March 17, 2023
The headline budget indicators has been improving in Tajikistan. The budget deficit is estimated to be less than 1.5% of GDP in both 2021 and 2022, while the debt ratio is expected to have declined more than 10 percentage points of GDP over the same period to slightly below 40%. Furthermore, the government is committed to keep the deficit below 2.5% of GDP in order to reduce the debt ratio, which gives cause for optimism. However, headline budget indicators do not reflect some fundamental budgetary problems. State ownership in the economy is very high in Tajikistan, estimated at 70% in the industrial sector. Tajik State-Owned Enterprises (SOEs) have large and growing liabilities that are not included in the official public debt statistics. The net losses of the largest SOEs have been averaging around 4.5% of GDP per year, and their outstanding gross liabilities are about half of GDP. The completion of large government investment projects (e.g. Rogun dam) being carried out via SOES have been periodically postponed, even though around 40% of the government budget is allocated to capital expenditures. This means that while the government spends a great amount of money on SOEs, they are not expected to generate revenue in the near future.
The largest issue is the electricity company Barki Tojik (BT), which has been under restructuring, but it remains unclear whether the restructuring will bring sizable improvement. BT has generated about 90% of the losses of all SOE in the last few years. BT losses are a result of electricity tariffs set way below the production and investment costs. The authorities increased the tariffs in October 2022 after 3 years, by 17%, but the tariffs are still estimated to be30% below the cost recovery level. The inevitable deregulation of energy prices in the medium run will have a sizable impact on production costs and inflation.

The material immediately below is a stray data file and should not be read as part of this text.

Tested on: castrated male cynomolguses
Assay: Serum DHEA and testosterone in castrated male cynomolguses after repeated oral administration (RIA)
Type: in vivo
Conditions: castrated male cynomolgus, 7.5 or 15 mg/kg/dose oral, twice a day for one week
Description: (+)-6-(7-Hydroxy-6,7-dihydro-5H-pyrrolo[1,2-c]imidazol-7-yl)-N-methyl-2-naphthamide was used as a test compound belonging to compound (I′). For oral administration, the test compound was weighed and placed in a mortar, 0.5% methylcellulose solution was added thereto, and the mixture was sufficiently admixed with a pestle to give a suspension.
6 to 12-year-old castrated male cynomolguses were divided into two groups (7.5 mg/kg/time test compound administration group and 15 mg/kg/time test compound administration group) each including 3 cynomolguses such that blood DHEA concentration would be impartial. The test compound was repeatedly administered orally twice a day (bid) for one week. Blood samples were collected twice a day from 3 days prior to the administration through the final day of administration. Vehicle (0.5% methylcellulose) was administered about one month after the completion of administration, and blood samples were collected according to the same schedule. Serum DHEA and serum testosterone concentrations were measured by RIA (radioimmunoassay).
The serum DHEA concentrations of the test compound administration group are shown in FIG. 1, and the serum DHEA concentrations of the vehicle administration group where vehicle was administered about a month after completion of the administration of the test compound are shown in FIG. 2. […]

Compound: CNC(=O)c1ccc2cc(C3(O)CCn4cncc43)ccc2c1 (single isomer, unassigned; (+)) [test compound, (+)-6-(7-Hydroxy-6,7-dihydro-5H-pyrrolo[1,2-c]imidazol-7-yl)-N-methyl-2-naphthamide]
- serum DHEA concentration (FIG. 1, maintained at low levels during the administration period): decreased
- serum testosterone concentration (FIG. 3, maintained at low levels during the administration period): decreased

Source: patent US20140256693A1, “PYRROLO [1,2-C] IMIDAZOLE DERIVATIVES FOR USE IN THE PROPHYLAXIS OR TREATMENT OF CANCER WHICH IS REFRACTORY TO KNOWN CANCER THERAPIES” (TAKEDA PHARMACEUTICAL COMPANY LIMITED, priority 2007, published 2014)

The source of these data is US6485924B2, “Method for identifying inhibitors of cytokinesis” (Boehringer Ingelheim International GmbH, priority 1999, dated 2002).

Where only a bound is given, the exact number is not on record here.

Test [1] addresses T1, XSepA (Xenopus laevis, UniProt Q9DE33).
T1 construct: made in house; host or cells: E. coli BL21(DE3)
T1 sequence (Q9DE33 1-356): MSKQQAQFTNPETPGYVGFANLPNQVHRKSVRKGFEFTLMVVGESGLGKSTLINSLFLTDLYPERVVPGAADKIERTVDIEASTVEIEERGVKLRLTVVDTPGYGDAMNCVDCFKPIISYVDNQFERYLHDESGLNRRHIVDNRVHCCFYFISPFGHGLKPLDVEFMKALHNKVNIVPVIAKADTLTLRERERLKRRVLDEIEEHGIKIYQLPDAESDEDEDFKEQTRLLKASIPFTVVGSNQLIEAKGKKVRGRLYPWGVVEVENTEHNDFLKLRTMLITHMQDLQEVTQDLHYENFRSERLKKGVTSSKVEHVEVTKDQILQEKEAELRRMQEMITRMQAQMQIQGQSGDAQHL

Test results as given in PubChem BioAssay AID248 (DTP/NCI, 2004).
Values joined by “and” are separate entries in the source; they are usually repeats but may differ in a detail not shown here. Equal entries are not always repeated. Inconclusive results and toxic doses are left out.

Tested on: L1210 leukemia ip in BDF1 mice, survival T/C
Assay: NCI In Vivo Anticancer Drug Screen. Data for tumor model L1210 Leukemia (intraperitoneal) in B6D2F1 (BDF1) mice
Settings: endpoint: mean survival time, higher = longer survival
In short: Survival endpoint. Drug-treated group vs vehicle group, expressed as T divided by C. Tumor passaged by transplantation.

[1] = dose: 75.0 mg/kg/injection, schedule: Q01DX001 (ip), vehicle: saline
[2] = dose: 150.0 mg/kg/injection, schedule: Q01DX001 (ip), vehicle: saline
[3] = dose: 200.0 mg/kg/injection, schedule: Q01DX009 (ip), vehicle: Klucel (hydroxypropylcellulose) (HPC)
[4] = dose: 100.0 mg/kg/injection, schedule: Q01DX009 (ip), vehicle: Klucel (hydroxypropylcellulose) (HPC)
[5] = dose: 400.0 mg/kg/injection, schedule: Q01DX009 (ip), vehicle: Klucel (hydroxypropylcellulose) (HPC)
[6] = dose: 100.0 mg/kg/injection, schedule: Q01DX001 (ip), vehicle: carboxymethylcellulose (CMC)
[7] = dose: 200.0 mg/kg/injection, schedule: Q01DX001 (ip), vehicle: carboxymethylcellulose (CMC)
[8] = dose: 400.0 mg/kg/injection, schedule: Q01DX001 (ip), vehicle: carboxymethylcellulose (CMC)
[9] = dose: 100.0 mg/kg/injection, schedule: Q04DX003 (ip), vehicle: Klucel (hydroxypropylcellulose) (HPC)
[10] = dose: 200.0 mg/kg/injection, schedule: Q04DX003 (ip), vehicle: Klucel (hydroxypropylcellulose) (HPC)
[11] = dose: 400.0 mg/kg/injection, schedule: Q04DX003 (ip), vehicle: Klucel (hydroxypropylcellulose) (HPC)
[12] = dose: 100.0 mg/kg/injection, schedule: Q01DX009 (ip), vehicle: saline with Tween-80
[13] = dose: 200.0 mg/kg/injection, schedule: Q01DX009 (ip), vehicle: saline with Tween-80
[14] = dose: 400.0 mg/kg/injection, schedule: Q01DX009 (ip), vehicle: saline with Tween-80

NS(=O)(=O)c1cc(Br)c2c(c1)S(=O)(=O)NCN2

The transparency around the SOEs is low, posing large risks on fiscal policy, as the SOE liabilities do not appear on the budget statistics as contingent liabilities of the government. We believe that the debt of the SOE sector is largely reflected in external debt statistics, and that explains that while the private ownership in economy is about 30% the external debt is about twice as large as the government debt.
To reduce fiscal risks in Tajikistan, comprehensive governance and transparency reforms in the SOE sector are necessary. If the current SOE management model, particularly with Barki Tojik and electricity tariffs, continues, the impact of possible system damage would be substantial.